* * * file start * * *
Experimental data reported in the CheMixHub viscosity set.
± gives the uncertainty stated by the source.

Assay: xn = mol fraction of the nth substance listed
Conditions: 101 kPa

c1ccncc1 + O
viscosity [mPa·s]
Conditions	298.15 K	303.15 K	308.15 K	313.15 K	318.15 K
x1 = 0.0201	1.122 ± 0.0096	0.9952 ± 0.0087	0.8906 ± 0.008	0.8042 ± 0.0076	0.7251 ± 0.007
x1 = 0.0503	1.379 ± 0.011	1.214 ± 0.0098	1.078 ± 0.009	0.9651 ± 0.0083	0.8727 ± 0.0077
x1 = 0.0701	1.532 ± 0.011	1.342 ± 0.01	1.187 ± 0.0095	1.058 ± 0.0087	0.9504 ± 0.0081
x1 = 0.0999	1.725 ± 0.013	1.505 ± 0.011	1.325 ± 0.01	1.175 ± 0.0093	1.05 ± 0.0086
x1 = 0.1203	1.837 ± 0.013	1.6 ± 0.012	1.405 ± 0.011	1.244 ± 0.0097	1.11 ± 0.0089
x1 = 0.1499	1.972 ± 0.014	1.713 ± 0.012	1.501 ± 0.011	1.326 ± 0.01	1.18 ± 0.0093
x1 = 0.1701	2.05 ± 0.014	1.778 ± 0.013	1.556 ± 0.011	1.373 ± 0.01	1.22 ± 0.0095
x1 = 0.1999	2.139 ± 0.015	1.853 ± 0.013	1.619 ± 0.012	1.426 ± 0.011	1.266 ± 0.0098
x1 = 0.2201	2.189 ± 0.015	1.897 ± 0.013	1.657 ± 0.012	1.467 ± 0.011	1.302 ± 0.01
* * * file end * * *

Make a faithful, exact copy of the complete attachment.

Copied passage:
Experimental data reported in the CheMixHub viscosity set.
± gives the uncertainty stated by the source.

Assay: xn = mol fraction of the nth substance listed
Conditions: 101 kPa

c1ccncc1 + O
viscosity [mPa·s]
Conditions	298.15 K	303.15 K	308.15 K	313.15 K	318.15 K
x1 = 0.0201	1.122 ± 0.0096	0.9952 ± 0.0087	0.8906 ± 0.008	0.8042 ± 0.0076	0.7251 ± 0.007
x1 = 0.0503	1.379 ± 0.011	1.214 ± 0.0098	1.078 ± 0.009	0.9651 ± 0.0083	0.8727 ± 0.0077
x1 = 0.0701	1.532 ± 0.011	1.342 ± 0.01	1.187 ± 0.0095	1.058 ± 0.0087	0.9504 ± 0.0081
x1 = 0.0999	1.725 ± 0.013	1.505 ± 0.011	1.325 ± 0.01	1.175 ± 0.0093	1.05 ± 0.0086
x1 = 0.1203	1.837 ± 0.013	1.6 ± 0.012	1.405 ± 0.011	1.244 ± 0.0097	1.11 ± 0.0089
x1 = 0.1499	1.972 ± 0.014	1.713 ± 0.012	1.501 ± 0.011	1.326 ± 0.01	1.18 ± 0.0093
x1 = 0.1701	2.05 ± 0.014	1.778 ± 0.013	1.556 ± 0.011	1.373 ± 0.01	1.22 ± 0.0095
x1 = 0.1999	2.139 ± 0.015	1.853 ± 0.013	1.619 ± 0.012	1.426 ± 0.011	1.266 ± 0.0098
x1 = 0.2201	2.189 ± 0.015	1.897 ± 0.013	1.657 ± 0.012	1.467 ± 0.011	1.302 ± 0.01